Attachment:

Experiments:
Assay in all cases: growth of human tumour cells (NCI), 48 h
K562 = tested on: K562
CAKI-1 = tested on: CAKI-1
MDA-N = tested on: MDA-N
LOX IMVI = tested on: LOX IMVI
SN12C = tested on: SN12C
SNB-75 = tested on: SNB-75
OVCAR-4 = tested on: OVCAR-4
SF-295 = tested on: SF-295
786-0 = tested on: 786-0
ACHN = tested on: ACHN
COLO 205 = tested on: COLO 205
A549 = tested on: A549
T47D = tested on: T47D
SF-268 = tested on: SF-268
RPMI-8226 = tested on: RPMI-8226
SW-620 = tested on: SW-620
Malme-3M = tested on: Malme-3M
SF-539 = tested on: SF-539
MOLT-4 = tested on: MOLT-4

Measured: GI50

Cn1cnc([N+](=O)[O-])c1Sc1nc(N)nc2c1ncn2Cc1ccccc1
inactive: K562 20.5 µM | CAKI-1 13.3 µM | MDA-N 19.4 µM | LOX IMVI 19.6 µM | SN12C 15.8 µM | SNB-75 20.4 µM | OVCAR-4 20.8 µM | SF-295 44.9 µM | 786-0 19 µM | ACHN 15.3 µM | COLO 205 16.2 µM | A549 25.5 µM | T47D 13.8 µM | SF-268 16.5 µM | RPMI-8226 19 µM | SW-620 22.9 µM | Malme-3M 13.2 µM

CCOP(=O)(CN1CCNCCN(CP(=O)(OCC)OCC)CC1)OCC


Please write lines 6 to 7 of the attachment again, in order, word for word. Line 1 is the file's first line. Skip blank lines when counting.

LOX IMVI = tested on: LOX IMVI
SN12C = tested on: SN12C